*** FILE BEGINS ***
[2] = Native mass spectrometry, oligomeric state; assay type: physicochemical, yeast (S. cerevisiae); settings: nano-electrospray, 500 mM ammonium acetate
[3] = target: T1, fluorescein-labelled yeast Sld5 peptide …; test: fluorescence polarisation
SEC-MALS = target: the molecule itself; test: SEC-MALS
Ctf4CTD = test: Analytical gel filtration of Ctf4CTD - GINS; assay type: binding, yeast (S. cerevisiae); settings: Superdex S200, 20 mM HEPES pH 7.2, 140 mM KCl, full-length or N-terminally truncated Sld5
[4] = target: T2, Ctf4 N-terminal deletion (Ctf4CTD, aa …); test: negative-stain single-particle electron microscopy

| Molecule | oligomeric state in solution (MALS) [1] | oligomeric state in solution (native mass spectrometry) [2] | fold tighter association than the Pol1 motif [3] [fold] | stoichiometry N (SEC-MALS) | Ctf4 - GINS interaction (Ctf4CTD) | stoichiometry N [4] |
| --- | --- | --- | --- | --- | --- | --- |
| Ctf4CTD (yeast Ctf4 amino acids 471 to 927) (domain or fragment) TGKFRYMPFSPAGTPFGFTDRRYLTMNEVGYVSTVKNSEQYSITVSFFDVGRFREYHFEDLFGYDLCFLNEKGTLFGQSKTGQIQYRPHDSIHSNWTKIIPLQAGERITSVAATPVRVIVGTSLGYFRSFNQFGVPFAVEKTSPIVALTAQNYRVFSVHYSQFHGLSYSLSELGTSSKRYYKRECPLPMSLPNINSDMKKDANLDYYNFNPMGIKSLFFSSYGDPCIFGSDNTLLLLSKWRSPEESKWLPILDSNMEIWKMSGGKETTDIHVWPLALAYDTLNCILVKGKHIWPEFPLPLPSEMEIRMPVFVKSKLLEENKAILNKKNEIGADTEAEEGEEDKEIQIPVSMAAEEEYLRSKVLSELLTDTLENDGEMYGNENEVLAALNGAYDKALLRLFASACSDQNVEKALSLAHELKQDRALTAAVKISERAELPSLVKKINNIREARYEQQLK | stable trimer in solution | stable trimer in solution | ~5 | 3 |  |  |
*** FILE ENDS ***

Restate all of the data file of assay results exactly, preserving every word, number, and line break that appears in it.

[2] = Native mass spectrometry, oligomeric state; assay type: physicochemical, yeast (S. cerevisiae); settings: nano-electrospray, 500 mM ammonium acetate
[3] = target: T1, fluorescein-labelled yeast Sld5 peptide …; test: fluorescence polarisation
SEC-MALS = target: the molecule itself; test: SEC-MALS
Ctf4CTD = test: Analytical gel filtration of Ctf4CTD - GINS; assay type: binding, yeast (S. cerevisiae); settings: Superdex S200, 20 mM HEPES pH 7.2, 140 mM KCl, full-length or N-terminally truncated Sld5
[4] = target: T2, Ctf4 N-terminal deletion (Ctf4CTD, aa …); test: negative-stain single-particle electron microscopy

| Molecule | oligomeric state in solution (MALS) [1] | oligomeric state in solution (native mass spectrometry) [2] | fold tighter association than the Pol1 motif [3] [fold] | stoichiometry N (SEC-MALS) | Ctf4 - GINS interaction (Ctf4CTD) | stoichiometry N [4] |
| --- | --- | --- | --- | --- | --- | --- |
| Ctf4CTD (yeast Ctf4 amino acids 471 to 927) (domain or fragment) TGKFRYMPFSPAGTPFGFTDRRYLTMNEVGYVSTVKNSEQYSITVSFFDVGRFREYHFEDLFGYDLCFLNEKGTLFGQSKTGQIQYRPHDSIHSNWTKIIPLQAGERITSVAATPVRVIVGTSLGYFRSFNQFGVPFAVEKTSPIVALTAQNYRVFSVHYSQFHGLSYSLSELGTSSKRYYKRECPLPMSLPNINSDMKKDANLDYYNFNPMGIKSLFFSSYGDPCIFGSDNTLLLLSKWRSPEESKWLPILDSNMEIWKMSGGKETTDIHVWPLALAYDTLNCILVKGKHIWPEFPLPLPSEMEIRMPVFVKSKLLEENKAILNKKNEIGADTEAEEGEEDKEIQIPVSMAAEEEYLRSKVLSELLTDTLENDGEMYGNENEVLAALNGAYDKALLRLFASACSDQNVEKALSLAHELKQDRALTAAVKISERAELPSLVKKINNIREARYEQQLK | stable trimer in solution | stable trimer in solution | ~5 | 3 |  |  |